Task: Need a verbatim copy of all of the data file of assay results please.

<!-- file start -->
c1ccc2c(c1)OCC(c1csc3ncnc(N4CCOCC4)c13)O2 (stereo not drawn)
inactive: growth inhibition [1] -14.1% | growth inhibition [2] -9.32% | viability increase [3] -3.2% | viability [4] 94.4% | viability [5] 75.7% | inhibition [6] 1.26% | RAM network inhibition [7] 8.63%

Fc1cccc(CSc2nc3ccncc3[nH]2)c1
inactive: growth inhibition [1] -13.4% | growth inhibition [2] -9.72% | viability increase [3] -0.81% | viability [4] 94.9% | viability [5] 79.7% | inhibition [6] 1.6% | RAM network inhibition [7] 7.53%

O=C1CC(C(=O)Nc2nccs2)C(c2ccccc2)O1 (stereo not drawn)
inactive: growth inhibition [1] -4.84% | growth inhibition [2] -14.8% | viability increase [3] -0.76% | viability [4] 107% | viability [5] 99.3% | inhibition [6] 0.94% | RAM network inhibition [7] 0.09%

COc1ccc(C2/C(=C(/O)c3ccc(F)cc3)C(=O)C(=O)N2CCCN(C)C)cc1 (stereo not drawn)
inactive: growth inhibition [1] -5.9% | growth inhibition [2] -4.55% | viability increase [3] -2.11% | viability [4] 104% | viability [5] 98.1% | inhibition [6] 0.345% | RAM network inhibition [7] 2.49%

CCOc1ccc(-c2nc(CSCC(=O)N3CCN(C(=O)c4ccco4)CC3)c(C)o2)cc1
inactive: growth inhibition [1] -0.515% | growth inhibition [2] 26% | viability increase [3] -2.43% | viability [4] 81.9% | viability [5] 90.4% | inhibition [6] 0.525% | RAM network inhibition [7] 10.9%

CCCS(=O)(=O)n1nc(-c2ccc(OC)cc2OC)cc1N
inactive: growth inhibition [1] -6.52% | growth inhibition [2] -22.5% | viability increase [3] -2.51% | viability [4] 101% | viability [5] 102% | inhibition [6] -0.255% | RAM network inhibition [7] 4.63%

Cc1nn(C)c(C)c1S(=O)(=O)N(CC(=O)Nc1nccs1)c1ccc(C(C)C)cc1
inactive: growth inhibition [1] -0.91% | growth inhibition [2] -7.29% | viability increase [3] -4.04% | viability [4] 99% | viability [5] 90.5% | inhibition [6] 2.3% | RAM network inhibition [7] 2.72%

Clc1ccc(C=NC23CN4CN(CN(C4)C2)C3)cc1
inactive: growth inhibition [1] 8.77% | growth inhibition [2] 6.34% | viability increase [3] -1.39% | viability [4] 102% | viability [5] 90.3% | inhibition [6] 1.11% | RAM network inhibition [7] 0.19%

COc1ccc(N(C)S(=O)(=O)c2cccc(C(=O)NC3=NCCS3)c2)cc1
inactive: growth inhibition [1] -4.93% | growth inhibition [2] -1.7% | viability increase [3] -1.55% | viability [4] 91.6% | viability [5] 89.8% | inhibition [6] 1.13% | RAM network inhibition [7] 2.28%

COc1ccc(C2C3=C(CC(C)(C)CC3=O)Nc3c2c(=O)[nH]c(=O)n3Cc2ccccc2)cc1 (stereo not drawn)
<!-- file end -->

c1ccc2c(c1)OCC(c1csc3ncnc(N4CCOCC4)c13)O2 (stereo not drawn)
inactive: growth inhibition [1] -14.1% | growth inhibition [2] -9.32% | viability increase [3] -3.2% | viability [4] 94.4% | viability [5] 75.7% | inhibition [6] 1.26% | RAM network inhibition [7] 8.63%

Fc1cccc(CSc2nc3ccncc3[nH]2)c1
inactive: growth inhibition [1] -13.4% | growth inhibition [2] -9.72% | viability increase [3] -0.81% | viability [4] 94.9% | viability [5] 79.7% | inhibition [6] 1.6% | RAM network inhibition [7] 7.53%

O=C1CC(C(=O)Nc2nccs2)C(c2ccccc2)O1 (stereo not drawn)
inactive: growth inhibition [1] -4.84% | growth inhibition [2] -14.8% | viability increase [3] -0.76% | viability [4] 107% | viability [5] 99.3% | inhibition [6] 0.94% | RAM network inhibition [7] 0.09%

COc1ccc(C2/C(=C(/O)c3ccc(F)cc3)C(=O)C(=O)N2CCCN(C)C)cc1 (stereo not drawn)
inactive: growth inhibition [1] -5.9% | growth inhibition [2] -4.55% | viability increase [3] -2.11% | viability [4] 104% | viability [5] 98.1% | inhibition [6] 0.345% | RAM network inhibition [7] 2.49%

CCOc1ccc(-c2nc(CSCC(=O)N3CCN(C(=O)c4ccco4)CC3)c(C)o2)cc1
inactive: growth inhibition [1] -0.515% | growth inhibition [2] 26% | viability increase [3] -2.43% | viability [4] 81.9% | viability [5] 90.4% | inhibition [6] 0.525% | RAM network inhibition [7] 10.9%

CCCS(=O)(=O)n1nc(-c2ccc(OC)cc2OC)cc1N
inactive: growth inhibition [1] -6.52% | growth inhibition [2] -22.5% | viability increase [3] -2.51% | viability [4] 101% | viability [5] 102% | inhibition [6] -0.255% | RAM network inhibition [7] 4.63%

Cc1nn(C)c(C)c1S(=O)(=O)N(CC(=O)Nc1nccs1)c1ccc(C(C)C)cc1
inactive: growth inhibition [1] -0.91% | growth inhibition [2] -7.29% | viability increase [3] -4.04% | viability [4] 99% | viability [5] 90.5% | inhibition [6] 2.3% | RAM network inhibition [7] 2.72%

Clc1ccc(C=NC23CN4CN(CN(C4)C2)C3)cc1
inactive: growth inhibition [1] 8.77% | growth inhibition [2] 6.34% | viability increase [3] -1.39% | viability [4] 102% | viability [5] 90.3% | inhibition [6] 1.11% | RAM network inhibition [7] 0.19%

COc1ccc(N(C)S(=O)(=O)c2cccc(C(=O)NC3=NCCS3)c2)cc1
inactive: growth inhibition [1] -4.93% | growth inhibition [2] -1.7% | viability increase [3] -1.55% | viability [4] 91.6% | viability [5] 89.8% | inhibition [6] 1.13% | RAM network inhibition [7] 2.28%

COc1ccc(C2C3=C(CC(C)(C)CC3=O)Nc3c2c(=O)[nH]c(=O)n3Cc2ccccc2)cc1 (stereo not drawn)